OUR SYDNEY LETTER
STRAINED RELATIONS. , The tension between the two sections of the party in power growa more and more severe. To the ordinary observer it would appear that breaking" point must shortly be reached. Certainlv no other leader of no other party would submit to bo treated as Mr Holman is treated by some of his followers. But thero is .1 limit to the endurance, of even the most pachydermatous of politicians. At least hitherto there always has been such a limit, and when it has been overpassed there has been a cataclysm. Some folks tell us that something of tho kind_ might occur at any moment. But it cant well occur so long as tho party vote, as one man, no matter what some of tho members mav say or think. And with the Christmas recess in sight and tho prospect that ho may be ablo to evade the attacks of the disgruntled ones by a prolonged trip to England, it seems much more probable that tho Premier will sit tight." After all " hard words break no bones." Sooner or later tho verbal storm spends its force. WHAT THEY SAY. . A question put in the Assembly last niffht bv Mr Hollis, an old and prominent Labor member and Government "supporter," gives some idea of what f lr Holman has to put up with. Mr Hollis was indignant because tho Radway Com missioners had applied to the Arbitration Court for the suspension of the award which prescribes increases of pay. mu tho hon. gentleman make it clear to the members of his party whether he lias become a convert to the principles ol Liberalism? Will he let tho party know exactly how ho stands, so that we can form a 'cave-,' and knock him out at the most convenient moment?" was the question asked. Needless to say, it was not answered. The 'Worker,' m its la*t issue complained that certain members of the Ministry have " become intoxicated with their own fancied sell-importance. They havo become victims of tho leader obsession, forgetting, what no truo Laborite can afford to forget, that they are the servants of Labor, and not its masters. Tha Labor organ maintains that tho details of Ministerial policy snould be decidod by tho Caucus—a most impracticable proposition. It complains, perhaps with more reason, that the first that some members knew of several recent important financial proposals was what they read about thorn in tho "capitalistic, Press. As a matter of fact, apart from the '•ironclad pledge," which ensures that all the members shall vote the same way, the partv- arc little better than a- ropo ot sand'. If important action had to wait till some semblance of agreement had been reached, the Government would " miss the bus : ' every time. But t-nis is a view of the matter which is sedulcuslv in the background by those gifted members who imagine that they could run the country much better than the gentleman whom the party elected to hold tho portfolios. Everybody thinks that ho knows better than the editor how to run the paper, and nearly every Labor man seems to think that he knows how to run the country far better than the Ministers for whom ho has voted. POOR MAN'S BEER. Vorv promct-lv the lirem-ed victuallers of Sydney have* taken action in view ol the increase in the duties on beer and spirits. The "pint o' beer" will henceforth cost 4d instead of 3d, and for beer in bottles 7d instead of 6d will have to be paid. Threepenny nobblcrs are henceforth to be 4d. and the more aristocratic sixpennv " whiskey " is to be 9d. English ale is to be Is 3d per bottle, or 14s 6d PT dozen quarts; and pints are to bo lOd each, or 9s 6d per dozen. Bottled spirits, quarts, aro beins raised by HO a bottle, and pints by 6d a bottle. It is contended by somo who profess to know that the bar trado of the hotels remaining has boon so enormously miproved bv the eurtailment of their num. tier under the Local Option Act that they could well afford to continue to sell at tho old prices. Fortunately tne luxuries which the'publican dispenses can readily be dispensed with, so that no one nee<l d.iv the extra amount unless he chooses. X 'hogshead of beer formerly cost £0 Us 6d. The present price, owing to, the'increase in the excise, is i! 4 <s 9d. >\i 1 Mr b" able to f-av, as a British Chancellor of the Exchequer once said : " U'e have drunk ourselves out oi «imTHE WOOL SALES. The Sydney wool sales have been resumed after the. adjournment to enaolc buyers to attend the sales at Brisbane. Trie removal of the embargo on export to Japan and America imparted more ife to the market. But taulty wools wore difficult to srdl at anv price, and even better qualities showed a substantial reduction ea compared with prices mlng at this time last year. The comparative statement of transactions is not pleasant read in*. Up to date in tho current .v:a----«on sales of 92,000 bales aro reported. At this time last year no less than 477,000 bales had changed hands. However -wool is a commodity that- will keep fairly well, and before this time next vear" it- is quite possible that a change may have come over the spirit of the dre'im. to the great benefit ot growo s and holders. Before long the wool is likely to be wanted very badly indeed. When that comes to pass the nitccH will assume a very different aspect. INDIAN IMMIGRATION. Tha papers received by Mr Holman, the State. Premier, from the Imperial Govern-ni.-nt, relative to the cplendid and generous support which lias been given to tne Emoire bv the princes and peoples of Indiaon European battlefields, are. naturally attracting much attention and discussion, from ma.r.v points of view. We all fo&l that sonic acknowledgment o! their bravery and &clf-:-,a-Hike is dtie, and that it will bo humiliating in the oxtremo, i£ that acknowledgment takes the hn?3 roceritlv adopted by certain unions at Cockatoo Island, rather than others which will be more worthy of Australia-. The language of the Viceroy of India, in opening the proceedings oi his Legislative Council, was statesmanlike and guarded. At that time there was much soreness in India at tiic refusal of Canada, to admit Indian immigrants, and he bad to appeal to the Indian public to view the subject in no narrow Wht. India had her rights. But so, he vemir.dfd them, ha.ie the colonics and the dominions. He expressed his confidence, that, if it should be deemd desirable to negotiate with the colonial Governments, they, with t-hoir strong Imperial instincts, would meet the Indian representations in no mean or niggardly spirit, provided that somo readiness to meat them halfwav be shown. Do considered, rightly or wronglv, that the fact that the splendid Indian f.-'lsiier.-. are fichting side by side and shoulder to shoulder with their colonial fellow -subjects against the common enemy is a guarantee of fair and generous treatment on both sides in a controversy of this nafure. The war is coing to bo the death of manv thinps hitherto considered sacrosanct. Will it destroy the unwillingness■ of Australians to recognise the urgent needs and reasonable claims of their colored fellow-subjects? —DIED OF FRIGHT. . A great monkey, c£ the chimpanzee species, slipped his chain at Maa-rickviUe the other nigiif, and before he could be 10captnred, so terrified 'a poor woman in the street, that she died of fright thcro and then. Who would ever hav<j supposed that such a catastrophe could happen in Sydney? The beast is sft high, as strong oa a hoi'se, and it took all that the owner, assisted by two policemen, could do to "remand liim to his former custody." Ho camo so near throttling one of the policemen that he had to shoot the animal in the hand to get free. No doubt the poor beast thought that he was having tho time of his life—if monkeys can think at all. But no-sv" different ar» the points of vi*w. Fortunately tu ,° dispute as to ! whether tk-» monkey tribes are degraded j men, or whether, on the other hand, men are descended from monkeys, seems to ' have died a natural death. There is abundance of evidence which mav bo construed as favoring either one sido, or the other. In view- of some of the exploits of J Soma, ml *the 'German* \a *&%Jbun f ..'g«»,4i»-JaJ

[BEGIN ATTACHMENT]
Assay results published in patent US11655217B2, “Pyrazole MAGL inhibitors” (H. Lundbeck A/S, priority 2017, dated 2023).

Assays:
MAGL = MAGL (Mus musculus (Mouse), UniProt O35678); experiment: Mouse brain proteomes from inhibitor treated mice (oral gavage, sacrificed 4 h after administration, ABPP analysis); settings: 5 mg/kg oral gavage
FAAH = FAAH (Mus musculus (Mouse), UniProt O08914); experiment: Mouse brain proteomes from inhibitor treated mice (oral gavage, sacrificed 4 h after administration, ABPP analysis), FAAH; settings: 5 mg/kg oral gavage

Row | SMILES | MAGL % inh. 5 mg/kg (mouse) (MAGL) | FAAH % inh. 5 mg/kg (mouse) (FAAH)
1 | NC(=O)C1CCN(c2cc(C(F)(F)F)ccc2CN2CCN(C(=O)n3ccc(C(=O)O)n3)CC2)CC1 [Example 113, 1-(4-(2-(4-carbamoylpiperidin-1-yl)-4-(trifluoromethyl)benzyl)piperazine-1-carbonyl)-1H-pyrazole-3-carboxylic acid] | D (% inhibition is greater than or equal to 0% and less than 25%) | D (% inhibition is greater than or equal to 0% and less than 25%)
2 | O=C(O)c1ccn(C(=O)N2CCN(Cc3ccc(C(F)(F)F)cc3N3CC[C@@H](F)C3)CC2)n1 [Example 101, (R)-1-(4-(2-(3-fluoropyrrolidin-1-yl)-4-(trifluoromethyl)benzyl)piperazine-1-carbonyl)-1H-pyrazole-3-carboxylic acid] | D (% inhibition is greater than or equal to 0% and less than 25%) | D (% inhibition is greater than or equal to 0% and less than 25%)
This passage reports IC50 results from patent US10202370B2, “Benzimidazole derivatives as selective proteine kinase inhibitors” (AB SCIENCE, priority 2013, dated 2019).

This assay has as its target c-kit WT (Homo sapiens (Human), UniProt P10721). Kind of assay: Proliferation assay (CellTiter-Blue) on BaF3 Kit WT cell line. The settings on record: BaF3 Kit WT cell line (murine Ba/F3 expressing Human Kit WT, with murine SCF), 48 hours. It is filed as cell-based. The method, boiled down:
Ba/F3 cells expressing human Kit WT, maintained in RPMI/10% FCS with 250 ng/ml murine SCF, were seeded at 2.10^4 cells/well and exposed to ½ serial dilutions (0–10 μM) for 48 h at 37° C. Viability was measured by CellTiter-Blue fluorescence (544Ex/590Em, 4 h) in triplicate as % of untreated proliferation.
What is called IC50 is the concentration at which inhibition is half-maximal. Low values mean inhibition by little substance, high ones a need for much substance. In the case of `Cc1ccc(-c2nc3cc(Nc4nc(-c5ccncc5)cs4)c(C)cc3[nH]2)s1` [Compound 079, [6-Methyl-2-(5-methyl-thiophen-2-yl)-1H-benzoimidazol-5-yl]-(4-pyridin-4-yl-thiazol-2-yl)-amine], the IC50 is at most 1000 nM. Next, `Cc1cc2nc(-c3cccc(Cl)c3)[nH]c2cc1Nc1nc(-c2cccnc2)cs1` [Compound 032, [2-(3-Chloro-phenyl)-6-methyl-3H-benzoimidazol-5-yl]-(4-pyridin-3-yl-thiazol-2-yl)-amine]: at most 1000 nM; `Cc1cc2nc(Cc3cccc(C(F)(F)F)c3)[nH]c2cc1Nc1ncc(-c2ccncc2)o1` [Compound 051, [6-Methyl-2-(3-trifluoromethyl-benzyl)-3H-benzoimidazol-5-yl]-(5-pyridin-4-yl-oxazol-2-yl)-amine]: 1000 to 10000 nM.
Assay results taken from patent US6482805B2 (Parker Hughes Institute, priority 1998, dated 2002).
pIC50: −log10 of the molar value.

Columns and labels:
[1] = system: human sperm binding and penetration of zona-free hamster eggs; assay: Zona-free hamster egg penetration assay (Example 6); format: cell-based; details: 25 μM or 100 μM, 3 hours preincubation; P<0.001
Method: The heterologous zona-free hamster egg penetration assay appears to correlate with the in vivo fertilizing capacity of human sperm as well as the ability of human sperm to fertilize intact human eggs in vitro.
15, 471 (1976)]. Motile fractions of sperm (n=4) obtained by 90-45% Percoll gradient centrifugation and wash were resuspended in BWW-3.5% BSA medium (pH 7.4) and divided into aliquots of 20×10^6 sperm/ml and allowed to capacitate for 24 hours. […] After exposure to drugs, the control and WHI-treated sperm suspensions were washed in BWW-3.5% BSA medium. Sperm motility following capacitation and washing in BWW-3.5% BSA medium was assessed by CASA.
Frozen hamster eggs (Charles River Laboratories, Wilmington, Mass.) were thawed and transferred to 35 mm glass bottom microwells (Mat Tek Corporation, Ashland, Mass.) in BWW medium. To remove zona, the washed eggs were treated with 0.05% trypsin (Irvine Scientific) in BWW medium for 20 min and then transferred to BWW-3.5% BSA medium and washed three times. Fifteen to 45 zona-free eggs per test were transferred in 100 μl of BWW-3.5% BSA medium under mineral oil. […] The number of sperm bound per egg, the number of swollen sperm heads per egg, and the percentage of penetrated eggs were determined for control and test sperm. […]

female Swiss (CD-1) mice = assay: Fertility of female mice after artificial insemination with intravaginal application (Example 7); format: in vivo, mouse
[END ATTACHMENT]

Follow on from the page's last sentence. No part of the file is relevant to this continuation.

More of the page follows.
doubt whether iio ought to apologise to tho monlceysj for harboring the thought that they could possibly be the progenitors of such demoiiiae de^benduntß.
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OUR SYDNEY LETTER, Evening Star, Issue 15678, 17 December 1914
OUR SYDNEY LETTER Evening Star, Issue 15678, 17 December 1914